In his book, “The God of Suprises”, the late Gerard W Hughes, SJ, mentioned that “We find God in and through our human development”. He goes on to say, “To illustrate this truth I shall draw on ideas contained in the first volume of a two-volume work by von Hugel, called The Mystical Element in Religion, which I have found very useful for understanding my own and other peoples’ religious development… Von Hugel takes the three main stages in human development – infancy, adolescence and adulthood – describing the predominant needs and activities which characterize each stage. He shows that religion must take account of and nurture the predominant needs and activities of each stage, and so concludes that religion must include three essential elements, an institutional element corresponding to the needs and activities of infancy, a critical element corresponding to adolescence, and a mysticl element corresponding to adulthood. As he analyses each stage of growth, he is careful to show that the needs and activities of infancy do not disappear in adolescence, nor do the needs and activities of adolescence disappear in adulthood, but they should cease to be predominant if we are to grow into the following stage… Religion must include all three elements, the institutional, critical and the mystical.” I am a cradle Catholic, who like many other cradle Catholics I know, got stuck in the institutional stage. I Inherited my faith, attended catechism classes, went to mass on sunday, but I never came to an experience of God, so I did not own my faith. It was only after I began questioning my faith, “trying to find unity and meaning in.. the facts, teachings, beliefs” that I found myself moving forward. “If the critical element is not fostered” wrote Fr Hughes, “Christians will remain infantile in their religious belief and practice, which will have little or no relation to everyday life and behaviour”. Although I did not venture out to explore other religious traditions, I began to see truth in faith traditions other than my own, which led me to open up my mind and heart to truth as God was revealing it to me. It was only after a series of deep losses in my life that I began to let go into the mystery that God was inviting me to. Having reached this point in my life, I can understand why many people have left the Catholic Church in search of truth elsewhere. It is a journey. Still, I chose to remain in the faith of my childhood and am now more appreciative than ever of being Catholic and owning my faith. Just as we are not perfect, the church, made up of people is not perfect. But in it I have found the fullness of truth, as Jesus has revealed it. Even so, I do believe there are many paths to God because no one religion can claim Him for their own. God is mystery and if we are to enter into that mystery, we need to let go and let God take us to where He is.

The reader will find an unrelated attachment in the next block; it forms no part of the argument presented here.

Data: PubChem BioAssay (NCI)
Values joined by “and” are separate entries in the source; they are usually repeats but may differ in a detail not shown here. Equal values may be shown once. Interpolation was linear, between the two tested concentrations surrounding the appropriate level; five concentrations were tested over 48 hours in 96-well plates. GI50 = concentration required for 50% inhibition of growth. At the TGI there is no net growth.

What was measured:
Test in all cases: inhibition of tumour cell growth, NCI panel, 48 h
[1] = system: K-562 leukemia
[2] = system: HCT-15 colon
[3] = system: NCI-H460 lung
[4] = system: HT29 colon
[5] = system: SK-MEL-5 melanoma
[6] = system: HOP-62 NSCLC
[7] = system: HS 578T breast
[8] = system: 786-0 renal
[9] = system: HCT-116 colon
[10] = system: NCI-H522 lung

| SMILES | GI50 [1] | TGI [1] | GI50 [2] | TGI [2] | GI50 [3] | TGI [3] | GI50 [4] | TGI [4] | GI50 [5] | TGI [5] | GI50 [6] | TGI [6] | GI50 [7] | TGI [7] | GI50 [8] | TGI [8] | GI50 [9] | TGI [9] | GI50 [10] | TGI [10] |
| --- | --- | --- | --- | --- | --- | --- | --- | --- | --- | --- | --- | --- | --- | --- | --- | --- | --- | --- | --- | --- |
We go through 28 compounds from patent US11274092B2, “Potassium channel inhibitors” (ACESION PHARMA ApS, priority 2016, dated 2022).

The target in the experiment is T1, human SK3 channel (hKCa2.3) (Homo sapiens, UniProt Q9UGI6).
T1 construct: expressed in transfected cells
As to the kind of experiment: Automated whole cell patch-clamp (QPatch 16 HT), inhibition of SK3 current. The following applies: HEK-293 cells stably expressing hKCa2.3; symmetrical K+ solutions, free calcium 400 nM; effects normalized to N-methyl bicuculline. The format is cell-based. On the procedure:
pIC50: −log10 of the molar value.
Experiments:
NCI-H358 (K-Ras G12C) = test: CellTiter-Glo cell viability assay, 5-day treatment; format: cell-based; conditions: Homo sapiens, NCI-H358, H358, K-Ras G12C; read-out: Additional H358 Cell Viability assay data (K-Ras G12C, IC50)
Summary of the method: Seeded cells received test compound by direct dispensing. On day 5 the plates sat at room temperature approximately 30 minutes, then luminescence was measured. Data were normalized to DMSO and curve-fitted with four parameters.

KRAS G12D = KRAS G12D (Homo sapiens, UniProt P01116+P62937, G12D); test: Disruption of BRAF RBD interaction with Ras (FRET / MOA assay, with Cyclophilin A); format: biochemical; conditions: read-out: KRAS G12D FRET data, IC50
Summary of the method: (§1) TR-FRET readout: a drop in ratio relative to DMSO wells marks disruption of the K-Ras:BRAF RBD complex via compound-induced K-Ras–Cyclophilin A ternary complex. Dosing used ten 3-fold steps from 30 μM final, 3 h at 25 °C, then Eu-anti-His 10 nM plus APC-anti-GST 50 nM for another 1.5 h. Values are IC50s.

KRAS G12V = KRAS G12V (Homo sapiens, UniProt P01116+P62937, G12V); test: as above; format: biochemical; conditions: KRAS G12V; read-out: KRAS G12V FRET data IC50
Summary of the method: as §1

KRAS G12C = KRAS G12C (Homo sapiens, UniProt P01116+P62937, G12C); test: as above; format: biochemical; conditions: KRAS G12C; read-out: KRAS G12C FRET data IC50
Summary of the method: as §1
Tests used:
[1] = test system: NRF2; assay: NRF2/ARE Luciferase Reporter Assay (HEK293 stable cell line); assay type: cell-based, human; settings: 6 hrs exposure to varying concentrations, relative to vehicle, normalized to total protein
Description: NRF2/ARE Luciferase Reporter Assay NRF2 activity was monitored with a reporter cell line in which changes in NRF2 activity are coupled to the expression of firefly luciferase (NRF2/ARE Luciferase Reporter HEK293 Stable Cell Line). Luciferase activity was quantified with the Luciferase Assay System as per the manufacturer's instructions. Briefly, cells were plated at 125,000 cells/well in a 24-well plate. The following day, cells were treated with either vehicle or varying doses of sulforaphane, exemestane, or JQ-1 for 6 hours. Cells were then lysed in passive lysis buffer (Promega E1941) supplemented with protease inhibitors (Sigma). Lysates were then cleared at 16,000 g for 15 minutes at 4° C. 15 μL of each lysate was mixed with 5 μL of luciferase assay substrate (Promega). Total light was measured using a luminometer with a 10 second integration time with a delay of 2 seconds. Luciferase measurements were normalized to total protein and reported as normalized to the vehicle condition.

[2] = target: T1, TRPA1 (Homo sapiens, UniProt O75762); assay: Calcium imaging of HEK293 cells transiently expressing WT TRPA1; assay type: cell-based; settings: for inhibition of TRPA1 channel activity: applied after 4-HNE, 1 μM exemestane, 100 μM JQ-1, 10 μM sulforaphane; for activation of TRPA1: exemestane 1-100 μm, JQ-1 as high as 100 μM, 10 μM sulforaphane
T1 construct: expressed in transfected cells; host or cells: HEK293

• Deanna

    Dear Rebecca,

    I encourage you to search for truth rather than try to squeeze a religion into fitting with your beliefs. The only really good reason to believe anything is because it’s true. Trying to make reality conform to your beliefs isn’t going to work. At most you’ll just create an imaginary world (as most of us do) and be upset and angry when reality threatens your beliefs.

    I guess I’m a bit surprised at the causes for you leaving the church: gay marriage, celibacy, women’s ordiantion. Those are not really part of the core beliefs. I’m not saying they’re unimportant, just that they’re kind of peripheral. Take a look at the creed – the faith we profess: I believe in God, the Father, in Jesus Christ, his only son who was crucified, died, and rose from the dead, and in the Holy Spirit. Do you believe that? Maybe you do, maybe you don’t. If so, trust God to lead you in truth, ask questions, read books, bring your doubts and struggles to Him. (I, too, struggled for a time with the teaching on gay marriage and women’s ordination). If you don’t believe in God, still earnestly seek out truth. Truth will still challenge you and will provide a standard against which you can measure your beliefs.

    I was keeping up with your camino posts last year. Even though I don’t know you, I do care about you and I am praying for you.

    Deanna

  • http://www.mitchandkathyfinley.com/ Mitch Finley

    Some of the great conversion accounts of the 20th century focus largely on a search for truth; today, many seem to search not for truth but for the right feeling… Also, in the past there was concern about the problem of sin and evil, which doesn’t seem to concern many today, even in the era of terrorism, etc.

  • Patrello

    I struggle with the church as well and sometimes wonder if I am being called to leave it. Then again, the church has a variety of different perspectives. While I generally disagree with the traditionalists, I do believe there is some value in what they have to offer – somewhere. Similarly I believe the extreme liberals in the church have something to offer as well. I guess we wrestle with it all in between some how, which can be a real cross to bear for a lot of us. I don’t think I will leave as I believe that would be akin to throwing the baby out with the bath water.
    All that said, I would encourage your practice of meditation. I believe God is ever present to us and in the practice of being fully aware in the present moment I think we can discover God speaking to us in new ways. Remain ever true, honest. Check out the Catholic contemplatives, Merton, Pennington, Keating ….

  • Godcries